Spring into Pacific Northwest Food

Never have I ever been so excited for spring! Each sliver of sun has me beaming as blooms burst forth from their winter burrows. And with spring sprung, all I can think about is our delicious PNW food.

Image courtesy of Gemma Billings via Flickr

Now, let’s be clear: I don’t actually enjoy cooking… My husband is the chef in our house. I do the dishes, so it’s perfect. But I just can’t stop drooling over our abundant CSAs and citywide farmers markets, our butcher shops and charcuterie masters, and all of the upcoming amazing food events. Most recently, I’ve been tempted to eat out even more at women-owned, POC-owned, and immigrant-supporting restaurants. Every time I turn around, there’s a delectable new way to taste the beauty of our region. Continue reading “Spring into Pacific Northwest Food”

Book Review: Real Food (and more)

 Now I know that my mom really meant well on our family’s liver dinner night after reading Nina Planck’s guide to why she eats lard, raw milk, and organ meats in Real Food: what to eat and why. An intelligent gathering of research on good eating, this book emphasizes traditional foods: whole foods, animal fats, and grass-fed meat and dairy. Having been raised on margarine, I was fascinated by the chapters on fats, real and industrial, that include a short history of the butter substitute. Most illuminating are the changes in what fats Americans have been eating since the turn of the last century and how they have affected our health. One chart illustrates that the top three fats consumed in the U.S. in 1990 were soybean, canola, and cottonseed oils, all of which were nonexistent in traditional diets. The top three fats consumed in 1890 were lard, beef fat, and chicken fat. Planck points out that as Americans decreased their intake of animal fats, heart disease and other modern health problems increased. One reason I find Real Food interesting is that it briefly records the history of major changes in the American diet and their subsequent effects on health.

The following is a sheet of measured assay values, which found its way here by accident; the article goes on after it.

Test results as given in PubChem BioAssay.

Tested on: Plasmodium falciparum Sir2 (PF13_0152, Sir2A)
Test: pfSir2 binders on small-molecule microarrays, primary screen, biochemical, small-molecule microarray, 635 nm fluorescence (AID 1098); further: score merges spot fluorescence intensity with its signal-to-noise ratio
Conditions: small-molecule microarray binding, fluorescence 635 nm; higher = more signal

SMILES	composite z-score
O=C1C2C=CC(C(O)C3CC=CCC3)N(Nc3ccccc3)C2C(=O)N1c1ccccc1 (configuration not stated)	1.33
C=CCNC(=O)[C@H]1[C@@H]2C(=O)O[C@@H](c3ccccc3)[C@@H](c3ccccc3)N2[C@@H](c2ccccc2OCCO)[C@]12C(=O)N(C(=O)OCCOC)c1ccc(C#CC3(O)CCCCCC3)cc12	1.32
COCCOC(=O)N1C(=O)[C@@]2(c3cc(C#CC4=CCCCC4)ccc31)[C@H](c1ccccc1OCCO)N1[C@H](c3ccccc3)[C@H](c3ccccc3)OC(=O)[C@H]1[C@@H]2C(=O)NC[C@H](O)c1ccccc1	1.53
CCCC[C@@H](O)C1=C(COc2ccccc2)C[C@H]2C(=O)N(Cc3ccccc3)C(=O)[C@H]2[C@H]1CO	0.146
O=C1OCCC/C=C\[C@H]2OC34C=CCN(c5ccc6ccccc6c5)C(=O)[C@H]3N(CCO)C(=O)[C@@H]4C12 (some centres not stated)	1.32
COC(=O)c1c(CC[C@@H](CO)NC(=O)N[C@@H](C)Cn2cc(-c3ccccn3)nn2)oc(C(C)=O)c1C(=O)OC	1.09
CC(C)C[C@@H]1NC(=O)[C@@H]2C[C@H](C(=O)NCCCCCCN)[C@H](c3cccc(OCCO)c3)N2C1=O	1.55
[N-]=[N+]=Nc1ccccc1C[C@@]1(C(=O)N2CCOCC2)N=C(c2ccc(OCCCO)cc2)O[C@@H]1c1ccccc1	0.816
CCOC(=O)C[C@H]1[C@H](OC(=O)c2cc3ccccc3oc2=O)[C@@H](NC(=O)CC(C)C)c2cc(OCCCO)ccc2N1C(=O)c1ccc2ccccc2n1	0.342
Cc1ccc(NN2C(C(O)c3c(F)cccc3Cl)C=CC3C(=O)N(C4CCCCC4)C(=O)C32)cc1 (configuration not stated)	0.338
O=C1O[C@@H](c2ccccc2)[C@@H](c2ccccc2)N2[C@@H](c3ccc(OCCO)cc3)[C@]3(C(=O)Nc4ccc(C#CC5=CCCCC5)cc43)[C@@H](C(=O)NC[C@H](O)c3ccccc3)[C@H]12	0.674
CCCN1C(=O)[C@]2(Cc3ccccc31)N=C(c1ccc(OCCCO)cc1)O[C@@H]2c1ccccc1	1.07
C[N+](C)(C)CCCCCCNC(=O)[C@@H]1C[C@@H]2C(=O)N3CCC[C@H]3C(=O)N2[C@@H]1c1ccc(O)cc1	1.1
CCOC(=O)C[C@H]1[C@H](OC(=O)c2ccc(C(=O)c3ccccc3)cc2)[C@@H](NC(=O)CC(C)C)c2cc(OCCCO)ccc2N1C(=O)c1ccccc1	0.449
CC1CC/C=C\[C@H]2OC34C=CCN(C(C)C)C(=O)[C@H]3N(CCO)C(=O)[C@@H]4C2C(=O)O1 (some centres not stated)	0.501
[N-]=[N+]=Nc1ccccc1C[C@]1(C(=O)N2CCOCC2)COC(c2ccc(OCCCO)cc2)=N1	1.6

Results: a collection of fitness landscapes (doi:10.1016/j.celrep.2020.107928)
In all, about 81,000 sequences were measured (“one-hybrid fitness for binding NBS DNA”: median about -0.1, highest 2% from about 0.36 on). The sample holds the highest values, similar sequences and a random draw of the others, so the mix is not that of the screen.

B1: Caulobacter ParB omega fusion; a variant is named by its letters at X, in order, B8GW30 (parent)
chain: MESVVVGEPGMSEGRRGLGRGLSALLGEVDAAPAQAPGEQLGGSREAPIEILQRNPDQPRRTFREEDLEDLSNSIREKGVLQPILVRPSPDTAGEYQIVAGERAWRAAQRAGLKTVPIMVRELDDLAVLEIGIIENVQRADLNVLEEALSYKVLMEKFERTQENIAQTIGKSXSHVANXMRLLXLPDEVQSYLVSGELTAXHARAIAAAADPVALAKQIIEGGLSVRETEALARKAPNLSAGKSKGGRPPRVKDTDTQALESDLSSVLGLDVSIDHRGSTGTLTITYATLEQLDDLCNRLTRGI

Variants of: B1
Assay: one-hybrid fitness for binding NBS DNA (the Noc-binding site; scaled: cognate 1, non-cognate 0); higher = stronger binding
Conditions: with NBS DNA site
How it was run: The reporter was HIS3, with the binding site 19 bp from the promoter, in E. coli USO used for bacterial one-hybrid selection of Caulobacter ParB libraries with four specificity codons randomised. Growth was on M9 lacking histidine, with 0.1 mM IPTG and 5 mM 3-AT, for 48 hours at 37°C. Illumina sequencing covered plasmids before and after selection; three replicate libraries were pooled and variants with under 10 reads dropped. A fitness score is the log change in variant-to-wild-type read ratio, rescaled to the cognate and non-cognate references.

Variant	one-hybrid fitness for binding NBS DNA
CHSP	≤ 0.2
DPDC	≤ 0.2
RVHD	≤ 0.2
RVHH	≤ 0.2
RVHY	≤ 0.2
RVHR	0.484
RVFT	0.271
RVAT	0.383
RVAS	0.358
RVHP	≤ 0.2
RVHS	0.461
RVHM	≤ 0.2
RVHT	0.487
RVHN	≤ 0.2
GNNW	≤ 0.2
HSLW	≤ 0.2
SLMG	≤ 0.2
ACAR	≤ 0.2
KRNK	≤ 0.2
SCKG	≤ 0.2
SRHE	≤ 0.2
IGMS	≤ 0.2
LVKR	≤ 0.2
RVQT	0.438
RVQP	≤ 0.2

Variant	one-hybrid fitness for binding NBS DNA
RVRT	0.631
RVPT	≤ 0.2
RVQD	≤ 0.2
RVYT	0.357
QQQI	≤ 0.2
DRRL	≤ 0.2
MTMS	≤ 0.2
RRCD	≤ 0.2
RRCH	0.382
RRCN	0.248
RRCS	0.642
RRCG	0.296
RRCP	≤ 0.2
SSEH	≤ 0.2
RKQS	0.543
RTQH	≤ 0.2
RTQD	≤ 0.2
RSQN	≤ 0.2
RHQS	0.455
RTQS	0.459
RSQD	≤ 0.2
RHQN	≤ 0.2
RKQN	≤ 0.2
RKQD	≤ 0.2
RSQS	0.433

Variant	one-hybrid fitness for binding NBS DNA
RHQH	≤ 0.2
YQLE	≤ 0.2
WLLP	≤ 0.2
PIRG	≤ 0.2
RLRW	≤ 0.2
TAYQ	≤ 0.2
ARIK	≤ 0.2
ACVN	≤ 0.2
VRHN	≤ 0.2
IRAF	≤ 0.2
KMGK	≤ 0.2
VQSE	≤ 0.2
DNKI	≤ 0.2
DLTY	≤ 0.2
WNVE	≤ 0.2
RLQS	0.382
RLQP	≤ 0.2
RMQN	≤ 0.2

Most compelling is Planck’s explanation of the nutritional differences between pastured and grain-fed beef. Because of the proliferation of corn and soy in animal feed, Americans are eating less Omega-3 fatty acids and more Omega-6 fatty acids in their diets. Planck attributes this historic imbalance to a wealth of relatively recent health issues that include inflammation, obesity, insulin resistance, and depression. Michael Pollan addresses the same issue in Continue reading “Book Review: Real Food (and more)”